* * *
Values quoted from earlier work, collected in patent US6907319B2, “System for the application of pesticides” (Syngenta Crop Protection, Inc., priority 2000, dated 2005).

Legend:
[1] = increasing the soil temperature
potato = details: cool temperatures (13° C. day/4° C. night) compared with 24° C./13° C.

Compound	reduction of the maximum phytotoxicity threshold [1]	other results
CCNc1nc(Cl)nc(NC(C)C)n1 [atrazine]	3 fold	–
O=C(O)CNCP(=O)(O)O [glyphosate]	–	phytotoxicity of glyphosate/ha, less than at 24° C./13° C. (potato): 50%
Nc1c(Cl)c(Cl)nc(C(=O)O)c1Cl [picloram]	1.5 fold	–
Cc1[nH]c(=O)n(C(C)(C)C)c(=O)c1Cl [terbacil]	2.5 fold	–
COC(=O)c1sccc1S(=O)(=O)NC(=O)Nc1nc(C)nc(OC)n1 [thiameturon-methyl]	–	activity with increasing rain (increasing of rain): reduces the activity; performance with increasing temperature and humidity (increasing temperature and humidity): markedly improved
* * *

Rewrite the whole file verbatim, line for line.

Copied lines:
Values quoted from earlier work, collected in patent US6907319B2, “System for the application of pesticides” (Syngenta Crop Protection, Inc., priority 2000, dated 2005).

Legend:
[1] = increasing the soil temperature
potato = details: cool temperatures (13° C. day/4° C. night) compared with 24° C./13° C.

Compound	reduction of the maximum phytotoxicity threshold [1]	other results
CCNc1nc(Cl)nc(NC(C)C)n1 [atrazine]	3 fold	–
O=C(O)CNCP(=O)(O)O [glyphosate]	–	phytotoxicity of glyphosate/ha, less than at 24° C./13° C. (potato): 50%
Nc1c(Cl)c(Cl)nc(C(=O)O)c1Cl [picloram]	1.5 fold	–
Cc1[nH]c(=O)n(C(C)(C)C)c(=O)c1Cl [terbacil]	2.5 fold	–
COC(=O)c1sccc1S(=O)(=O)NC(=O)Nc1nc(C)nc(OC)n1 [thiameturon-methyl]	–	activity with increasing rain (increasing of rain): reduces the activity; performance with increasing temperature and humidity (increasing temperature and humidity): markedly improved